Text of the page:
An ancient race of people who built sacred structures and who may still live among us playing mischievous tricks and cursing road construction projects on the sacred land they guard so fiercely.  Wait.  Where are we Ireland . . . Iceland? Nope. I’m still talking about Hawaii. However, all of these far-flung cultures seem to harbor the same beliefs just as many native people of the Mainland do. These little people are guardians of nature and must be respected. Some may even be our ancestors. Other fae traditions also appear in a new guise. The Wild Hunt of Germanic and Scandinavian lore, for example, features a threatening procession of fairies or the dead that are an eerie echo of the ancestral Hawaiian warriors called the Nightmarchers. Those unlucky enough to cross the path of either are as good as dead.

Perhaps these strange similarities between Hawaiian tales and Mainland lore are just due to coincidence or the cultural contamination resulting from colonization. The only way to know is to investigate. It’s worth studying if there’s even a small chance that such close connections between cultures separated by hundreds of years and thousands of miles point to consistent attributes of authentic phenomena. 

For a closer look and a chance to conduct your own investigation, join us in this curious paranormal paradise for Hawaii ParaCon.  The next conference is July 19-21, 2019.

E Is For Evil Eye: Origin Of A Superstition

It’s not just a staple of low budget horror movies—the Evil Eye is very real. Sort of.

In the 1800s, Italian immigrants brought their hopes, dreams, and superstitions with them to the New World. Among these was the belief in an Evil Eye, the “mal’occhio” (MAL-OAK-EE-OH). According to Italian folklore, stragas(witches) could use this power at will. But even a normal person gripped by jealousy was believed to be capable of cursing you. 

And, where there’s a curse, the Evil Eye also had a cure. Victims of this ocular curse were diagnosed using a basin filled with holy water and a bottle of olive oil. The basin was placed before the afflicted while an incantation was recited. The olive oil was then poured into the water in the form of a cross. If the cross of oil remained, you were fine, but if the oil dispersed, you were cursed!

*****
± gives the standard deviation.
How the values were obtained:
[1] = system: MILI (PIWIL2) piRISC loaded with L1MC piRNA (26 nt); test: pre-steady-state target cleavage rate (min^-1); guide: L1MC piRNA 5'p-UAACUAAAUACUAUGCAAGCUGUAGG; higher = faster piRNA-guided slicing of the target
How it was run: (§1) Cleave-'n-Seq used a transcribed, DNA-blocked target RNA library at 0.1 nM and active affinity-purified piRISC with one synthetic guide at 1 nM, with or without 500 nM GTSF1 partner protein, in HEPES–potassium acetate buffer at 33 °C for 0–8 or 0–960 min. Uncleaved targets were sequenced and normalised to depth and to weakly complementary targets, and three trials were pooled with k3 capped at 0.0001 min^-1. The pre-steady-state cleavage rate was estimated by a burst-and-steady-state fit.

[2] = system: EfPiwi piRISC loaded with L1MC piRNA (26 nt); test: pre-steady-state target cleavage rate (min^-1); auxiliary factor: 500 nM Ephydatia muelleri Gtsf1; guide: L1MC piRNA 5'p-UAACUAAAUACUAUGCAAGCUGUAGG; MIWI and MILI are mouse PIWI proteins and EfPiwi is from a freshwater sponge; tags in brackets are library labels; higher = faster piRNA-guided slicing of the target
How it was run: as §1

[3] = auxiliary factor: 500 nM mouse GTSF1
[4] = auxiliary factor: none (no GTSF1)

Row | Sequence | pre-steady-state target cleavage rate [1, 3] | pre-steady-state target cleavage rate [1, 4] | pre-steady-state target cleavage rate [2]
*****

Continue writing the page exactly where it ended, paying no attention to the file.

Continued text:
Of course, if you didn’t want to perform this ceremony yourself, you could always consult an evil-eye doctor. The evil-eye doctors were believed to have cured countless victims through prayer and the laying on of hands, but the exact ritual they used to cure their patients is still unknown. It was only passed down through families once a year, at Midnight on Christmas Eve. At any other time, the ritual would lose its power to cure. Today, the evil eye doctors’ cure is still a secret.

If you’re wondering, the concept of the evil eye was not confined to Italy. In other parts of the world, belief in the evil eye is still strong, and people wear talismans to protect themselves, such as necklaces and bracelets.

While an evil eye curse isn’t a common thing these days, the effects of the belief in mal’occhio can be seen in modern popular culture. It’s likely you’ve seen the hand sign that people use to protect themselves from the evil eye, but probably thought it represented something else like partying or Rock n’ Roll. The late Ronny James Dio a heavy metal musician who once played with Black Sabbath, claims to have popularized the use of this symbol during rock concerts. After Ozzy Ozbourne left Black Sabbath, the rest of the band felt very competitive with him and his solo career. They noticed that Ozzy would often use the double peace sign, more commonly associated with Richard Nixon, during his shows. During their Heaven and Hell tour in 1980, they thought, “We need a hand sign that represents us!” That’s when Dio says he suggested the hand sign taught to him by his Italian grandmother.

Dio believed it was thought to work when the two outstretched fingers served as lightning rods to suck up the negative effect of mal’occhio. However, it is more probable that like the little golden horn so often worn by Italian men, the horn-like hand placement represents the male symbol of the bull. One mal’occhio researcher believes that the fear of the evil eye has its origins all the way back in ancient Mesopotamia. He believes it stems from a change in the way people worshipped the goddess. Originally goddess idols were very rotund, grossly emphasizing the torso. Then suddenly goddess idols drastically changed. They became thin with grossly exaggerated eyes. He believes that mal’occhio represents the all-seeing eyes of this goddess. In that case, using the male symbol of the bull to protect yourself makes more sense. Perhaps the male energy is meant to deflect the female power of mal’occhio.

If you’re not a fan of Rock and Roll, or you don’t ever find yourself at odds with an Italian, you aren’t in the clear. If you have ever been to an optometrist for an eye exam, you have crossed paths with the evil eye. In fact, according to optometrists, we all have an evil eye. More specifically, it’s our left eye, which, in eyeglasses prescriptions, is noted as “OS” (the right eye is noted as “OD”). OS is an abbreviation of the Latin term Oculus Sinister, or “evil eye” (OD is short for oculus dexter, the right eye).

Sinister is literally the Latin term for “left”, but owing to Old World superstitions, left-handed people were considered evil—and thus the term sinister came to mean something bad, or evil.

Remember that the next time you go to pick out a new set of frames.

To learn more about the Evil Eye, check out our episode “CURSES: FROM EVIL EYES TO JINXED BUILDINGS”!